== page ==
quinta-feira, 17 de janeiro de 2013

Se eu algum dia chegar a algum cargo de poder...

Vou ser do pior. Mais nazi do que os piorzinhos da história. Uma autêntica filha da puta - com todo o respeito à minha mãe.

Gente azeda.

Durante um ano apresentei-me quinzenalmente na Junta de Freguesia da minha residência, de todas as vezes que entrava verbalizava um claro e alto "Boa tarde!". Nunca tive qualquer resposta. As duas funcionárias permaneciam mudas e embrenhadas nas suas tarefas. Pegam no cartão que levo na mão e fazem o que tem a fazer. À saída desejo sempre "Bom trabalho!" - sempre sem resposta. No próximo dia 1 de Fevereiro vou lá pela última vez e já treinei o que vou dizer às madames. Qualquer coisa do género: "Esta é das Juntas que vai fechar no novo plano municipal, certo?"  

segunda-feira, 14 de janeiro de 2013

Juro que me deu uma tremedeira.

Quando procurava num dos meus blogs preferidos, outros locais interessantes e vi o nome "Ligação à Terra". Fiquei mesmo contente. 

quinta-feira, 10 de janeiro de 2013

Povo que não quer mudar, por mais leis e reformas que façam, nada feito. Estas questões, a maioria, está já apontada desde fim dos anos 80. As coisas não mudam porque a classe dominante não quer que mudem. É simples.


B.   Key Issues 

70. Portugal’s education system remains overstaffed and relatively inefficient by international standards. As of September 2012, the MEC employed one out of 25 working-age Portuguese as teachers. With 1.5 million (non-tertiary) students in the system, there are 8 students per educator (including teachers performing non-teaching functions). The result is that the cost of paying teachers dominates education spending to a larger degree than in other OECD countries (Table 6.2). Even a mildly ambitious education sector reform that would bring student–teacher ratios closer to the prevailing EU averages for primary and secondary education (Table 6.3) would imply that 50–60,000 staff (teachers and nonteachers) would have to be cut.

71. Prevailing rigidities in the education system further aggravate the overstaffing problem. There is limited autonomy at the school level; notably, schools do not control the hiring of teachers—their largest expense. Teachers can apply to move schools every four years, and compete for available slots on the basis of seniority. Under the system, it is not the more qualified teachers who get redeployed to a position of their choice, but the more senior ones. As a result, schools have little control over their budget or their faculty: schools in desirable locations are forced to absorb more senior teachers with higher salaries and lower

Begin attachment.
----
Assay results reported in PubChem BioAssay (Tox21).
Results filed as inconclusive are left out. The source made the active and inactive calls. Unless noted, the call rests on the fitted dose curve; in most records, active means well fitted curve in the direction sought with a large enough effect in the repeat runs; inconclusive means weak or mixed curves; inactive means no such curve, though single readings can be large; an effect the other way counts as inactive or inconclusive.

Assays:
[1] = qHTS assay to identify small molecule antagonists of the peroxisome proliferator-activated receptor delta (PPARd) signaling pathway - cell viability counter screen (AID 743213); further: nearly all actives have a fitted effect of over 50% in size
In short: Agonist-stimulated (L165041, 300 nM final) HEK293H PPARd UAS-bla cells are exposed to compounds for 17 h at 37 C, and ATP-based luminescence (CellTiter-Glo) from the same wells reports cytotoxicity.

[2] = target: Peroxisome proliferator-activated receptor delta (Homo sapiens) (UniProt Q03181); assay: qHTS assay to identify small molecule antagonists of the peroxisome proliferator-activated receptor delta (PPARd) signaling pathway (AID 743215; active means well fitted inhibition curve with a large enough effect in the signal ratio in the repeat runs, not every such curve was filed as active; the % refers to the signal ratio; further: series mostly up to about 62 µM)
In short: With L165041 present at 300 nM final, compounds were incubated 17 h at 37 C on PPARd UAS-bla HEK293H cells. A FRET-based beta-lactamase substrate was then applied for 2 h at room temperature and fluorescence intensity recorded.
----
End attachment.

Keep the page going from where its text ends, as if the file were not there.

teaching-hour requirements.  

72. To date, downsizing measures have not targeted the lowest performing or most highly-paid teachers. Portugal’s public sector employment guarantee precludes the laying off of the tenured teachers, and virtually all the 6,500 reduction in permanent staff over the past two years resulted from attrition, with tenured teachers taking retirement. With some exceptions of voluntary separations, the remaining departures (8,300) were fixed-term contract teachers who did not have their contracts renewed. 

73. The current school financing model generates wide disparities of per-student spending and of the resources available across schools. Two separate studies—one by Portugal’s Tribunal de Contas and one by a working group commissioned by the MEC to examine per-class costs — noted large disparities in spending per student across the country for the 2009/10 school year. The studies found that schools with higher per-student costs do not necessarily perform better academically. In fact, some schools managed to score well in academic tests although they spent less and served a student population that faced more adverse socioeconomic conditions (Figure 6.4). Costs per student tend to be higher in nonurban areas, where smaller student populations prevent economies of scale. However, in urban areas, teachers tend to be more senior and better-paid, and the schools better equipped. 

74. There is evidence that per-student costs are lower in charter schools compared to public schools. Charter schools receive a fixed amount from the state of €85,000 per class (for grades 5 to 12) to administer the same classes and curriculum as public schools. They hire their own teachers and do not charge fees, except for extra-curricular classes and activities. Where they coexist with public schools, they are often the first choice for parents. The Tribunal de Contas study found that charter school costs were lower by about €400 per student than for regular public schools, while the subsequent MEC working group study estimated the difference at only €50 per student after adjusting for expenditure cuts that have been made since 2009/10. While the charter school program is under revision until the end of the current school year, the government maintains its intention to promote charter schools as well as freedom of choice between public schools and charter schools.